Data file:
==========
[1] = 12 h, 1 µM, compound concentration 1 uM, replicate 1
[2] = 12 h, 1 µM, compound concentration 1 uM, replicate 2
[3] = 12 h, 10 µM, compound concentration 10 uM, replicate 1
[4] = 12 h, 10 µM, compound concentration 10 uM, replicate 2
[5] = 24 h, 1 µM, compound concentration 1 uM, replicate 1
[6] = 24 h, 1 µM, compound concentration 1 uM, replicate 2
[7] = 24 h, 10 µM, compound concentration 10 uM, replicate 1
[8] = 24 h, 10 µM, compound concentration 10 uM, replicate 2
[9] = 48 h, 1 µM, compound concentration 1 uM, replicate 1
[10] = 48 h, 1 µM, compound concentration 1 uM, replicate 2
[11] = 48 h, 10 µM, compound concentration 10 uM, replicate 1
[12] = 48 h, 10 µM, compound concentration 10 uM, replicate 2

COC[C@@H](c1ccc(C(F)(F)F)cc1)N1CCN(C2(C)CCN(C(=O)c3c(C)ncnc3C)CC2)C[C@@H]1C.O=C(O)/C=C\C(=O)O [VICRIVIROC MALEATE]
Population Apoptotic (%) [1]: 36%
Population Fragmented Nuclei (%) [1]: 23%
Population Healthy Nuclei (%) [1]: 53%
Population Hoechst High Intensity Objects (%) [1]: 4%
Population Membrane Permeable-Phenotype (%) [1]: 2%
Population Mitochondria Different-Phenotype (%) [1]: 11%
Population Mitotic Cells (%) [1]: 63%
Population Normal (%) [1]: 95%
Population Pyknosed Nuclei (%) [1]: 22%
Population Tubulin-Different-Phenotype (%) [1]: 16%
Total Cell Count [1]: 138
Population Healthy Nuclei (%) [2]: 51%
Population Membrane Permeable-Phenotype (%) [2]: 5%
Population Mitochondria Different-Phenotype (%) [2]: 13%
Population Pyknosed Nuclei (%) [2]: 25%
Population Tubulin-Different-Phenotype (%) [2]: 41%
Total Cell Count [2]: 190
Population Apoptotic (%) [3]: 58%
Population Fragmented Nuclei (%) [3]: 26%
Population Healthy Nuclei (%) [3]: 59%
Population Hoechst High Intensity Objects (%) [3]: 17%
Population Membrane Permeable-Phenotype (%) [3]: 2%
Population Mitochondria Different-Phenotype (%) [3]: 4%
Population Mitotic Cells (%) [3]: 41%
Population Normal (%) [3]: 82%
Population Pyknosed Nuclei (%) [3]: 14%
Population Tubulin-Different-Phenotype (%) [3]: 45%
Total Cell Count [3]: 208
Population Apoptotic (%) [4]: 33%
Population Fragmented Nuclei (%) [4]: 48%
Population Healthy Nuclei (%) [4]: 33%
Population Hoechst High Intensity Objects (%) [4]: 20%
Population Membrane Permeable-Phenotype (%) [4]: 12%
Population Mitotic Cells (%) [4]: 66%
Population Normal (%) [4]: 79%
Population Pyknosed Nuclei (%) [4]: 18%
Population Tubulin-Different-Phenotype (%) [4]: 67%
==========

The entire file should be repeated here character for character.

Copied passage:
[1] = 12 h, 1 µM, compound concentration 1 uM, replicate 1
[2] = 12 h, 1 µM, compound concentration 1 uM, replicate 2
[3] = 12 h, 10 µM, compound concentration 10 uM, replicate 1
[4] = 12 h, 10 µM, compound concentration 10 uM, replicate 2
[5] = 24 h, 1 µM, compound concentration 1 uM, replicate 1
[6] = 24 h, 1 µM, compound concentration 1 uM, replicate 2
[7] = 24 h, 10 µM, compound concentration 10 uM, replicate 1
[8] = 24 h, 10 µM, compound concentration 10 uM, replicate 2
[9] = 48 h, 1 µM, compound concentration 1 uM, replicate 1
[10] = 48 h, 1 µM, compound concentration 1 uM, replicate 2
[11] = 48 h, 10 µM, compound concentration 10 uM, replicate 1
[12] = 48 h, 10 µM, compound concentration 10 uM, replicate 2

COC[C@@H](c1ccc(C(F)(F)F)cc1)N1CCN(C2(C)CCN(C(=O)c3c(C)ncnc3C)CC2)C[C@@H]1C.O=C(O)/C=C\C(=O)O [VICRIVIROC MALEATE]
Population Apoptotic (%) [1]: 36%
Population Fragmented Nuclei (%) [1]: 23%
Population Healthy Nuclei (%) [1]: 53%
Population Hoechst High Intensity Objects (%) [1]: 4%
Population Membrane Permeable-Phenotype (%) [1]: 2%
Population Mitochondria Different-Phenotype (%) [1]: 11%
Population Mitotic Cells (%) [1]: 63%
Population Normal (%) [1]: 95%
Population Pyknosed Nuclei (%) [1]: 22%
Population Tubulin-Different-Phenotype (%) [1]: 16%
Total Cell Count [1]: 138
Population Healthy Nuclei (%) [2]: 51%
Population Membrane Permeable-Phenotype (%) [2]: 5%
Population Mitochondria Different-Phenotype (%) [2]: 13%
Population Pyknosed Nuclei (%) [2]: 25%
Population Tubulin-Different-Phenotype (%) [2]: 41%
Total Cell Count [2]: 190
Population Apoptotic (%) [3]: 58%
Population Fragmented Nuclei (%) [3]: 26%
Population Healthy Nuclei (%) [3]: 59%
Population Hoechst High Intensity Objects (%) [3]: 17%
Population Membrane Permeable-Phenotype (%) [3]: 2%
Population Mitochondria Different-Phenotype (%) [3]: 4%
Population Mitotic Cells (%) [3]: 41%
Population Normal (%) [3]: 82%
Population Pyknosed Nuclei (%) [3]: 14%
Population Tubulin-Different-Phenotype (%) [3]: 45%
Total Cell Count [3]: 208
Population Apoptotic (%) [4]: 33%
Population Fragmented Nuclei (%) [4]: 48%
Population Healthy Nuclei (%) [4]: 33%
Population Hoechst High Intensity Objects (%) [4]: 20%
Population Membrane Permeable-Phenotype (%) [4]: 12%
Population Mitotic Cells (%) [4]: 66%
Population Normal (%) [4]: 79%
Population Pyknosed Nuclei (%) [4]: 18%
Population Tubulin-Different-Phenotype (%) [4]: 67%